24 Mar Weather-Based Marketing
Checking the weather forecast is one of the first things many people do when they wake up in the morning. We plan our days around the weather; our vacations around the weather. So why wouldn’t we consider weather-based marketing planning?
Most companies take a seasonal approach to marketing products and services. But, seasons are not the same as weather. With the advancement of accurate, longer-term weather forecasting technology, the opportunity to create more frequent “spontaneous” or “flash” campaigns has increased dramatically.
Weather-based Marketing – It’s a Thing
An example of one industry using weather as a marketing opportunity is golf. There are a number of courses in our area that will allow you to play 18 holes for the price of what the temperature is that day. For those of us who live in the upper Midwest, paying $40 to play in 40-degree temperatures is a deal too sweet to pass up. It’s not particularly scientific, but the sliding scale of the desire to play and temperature is a pretty reliable correlation.
Automating Weather Event Triggers
You may ask yourself how much time and effort all of this going to take? The answer is…not as much as you think. Let me give you an example:
You run an HVAC company. Customers need routine maintenance on their furnace and AC. It’s easy to put it off until a weather event make turning on the heat mandatory. Oops, it’s not working. Now you need emergency service (like everyone else who procrastinated this honey-do item.)
Now, what if you had a marketing objective to reach out to customers as a result of a weather event? To get ahead of competitors, you set up a digital marketing campaign to reach customers and prospects the first day temperatures drop below a certain threshold. There are automated systems that allow you to do this. A personal favorite is If This Then That (IFTTT). Once the temperature drops below 40 degrees, a Facebook post and eBlast launches to all followers and subscribers. You don’t miss these opportunities because your campaign automatically triggers your marketing effort at the most optimal time. It doesn’t have to be just temperature. It could be rainfall, a snow storm, air quality, even hurricane conditions.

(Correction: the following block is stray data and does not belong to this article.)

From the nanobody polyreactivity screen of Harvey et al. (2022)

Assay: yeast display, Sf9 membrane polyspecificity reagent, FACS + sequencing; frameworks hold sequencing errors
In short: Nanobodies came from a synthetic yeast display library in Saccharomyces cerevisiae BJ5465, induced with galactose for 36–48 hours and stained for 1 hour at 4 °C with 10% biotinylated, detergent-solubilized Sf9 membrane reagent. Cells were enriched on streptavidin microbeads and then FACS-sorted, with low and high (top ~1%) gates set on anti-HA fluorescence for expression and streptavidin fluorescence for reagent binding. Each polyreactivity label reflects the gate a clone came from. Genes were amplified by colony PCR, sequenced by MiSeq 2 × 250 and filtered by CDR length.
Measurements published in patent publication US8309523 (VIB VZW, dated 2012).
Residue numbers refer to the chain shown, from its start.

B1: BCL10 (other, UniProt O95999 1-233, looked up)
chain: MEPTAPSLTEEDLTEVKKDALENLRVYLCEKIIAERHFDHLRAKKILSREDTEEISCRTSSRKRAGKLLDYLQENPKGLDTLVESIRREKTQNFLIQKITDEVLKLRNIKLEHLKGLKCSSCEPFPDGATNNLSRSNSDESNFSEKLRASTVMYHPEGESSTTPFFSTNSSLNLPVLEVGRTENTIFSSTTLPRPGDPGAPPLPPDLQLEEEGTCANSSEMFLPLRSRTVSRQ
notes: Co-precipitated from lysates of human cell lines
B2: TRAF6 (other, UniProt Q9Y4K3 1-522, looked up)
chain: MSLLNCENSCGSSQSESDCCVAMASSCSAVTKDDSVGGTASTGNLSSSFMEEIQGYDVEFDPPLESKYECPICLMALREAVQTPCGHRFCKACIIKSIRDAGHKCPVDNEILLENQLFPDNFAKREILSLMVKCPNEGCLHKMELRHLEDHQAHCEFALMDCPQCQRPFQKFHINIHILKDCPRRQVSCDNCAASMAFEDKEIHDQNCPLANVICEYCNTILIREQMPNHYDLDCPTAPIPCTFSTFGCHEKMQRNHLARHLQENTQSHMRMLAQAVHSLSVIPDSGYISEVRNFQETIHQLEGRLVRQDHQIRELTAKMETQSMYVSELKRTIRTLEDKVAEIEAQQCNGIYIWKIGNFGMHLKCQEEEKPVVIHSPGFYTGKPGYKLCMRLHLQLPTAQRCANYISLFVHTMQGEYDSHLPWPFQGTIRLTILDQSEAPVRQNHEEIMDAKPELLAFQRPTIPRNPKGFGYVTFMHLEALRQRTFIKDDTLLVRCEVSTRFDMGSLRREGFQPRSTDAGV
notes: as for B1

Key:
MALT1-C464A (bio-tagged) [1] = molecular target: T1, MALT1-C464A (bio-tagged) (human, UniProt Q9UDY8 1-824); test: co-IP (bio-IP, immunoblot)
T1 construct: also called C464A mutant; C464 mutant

Supply Chain Forecasting
Take another step back. With the sophistication of meteorologic forecasting comes the ability to more accurately predict weather far out into the future. As a business owner, when you know something is coming, you can prepare for it, including stocking and staffing accordingly.
Let’s say you’re alerted that a storm is coming far enough in advance to stock your store with just the right stuff. Imagine customers needing batteries, bottled water, plywood and any number of essentials. Your shelves are chock full of what they need, while your competitor’s shelves are bare. Where do you think those customers will shop the next time around?
With some faith in technology and planning, you can freeze out the competition without constant monitoring. Weather-based marketing – it’s a thing.
To learn more, contact our resident meteorologist/marketing guru Matt Main at email@example.com.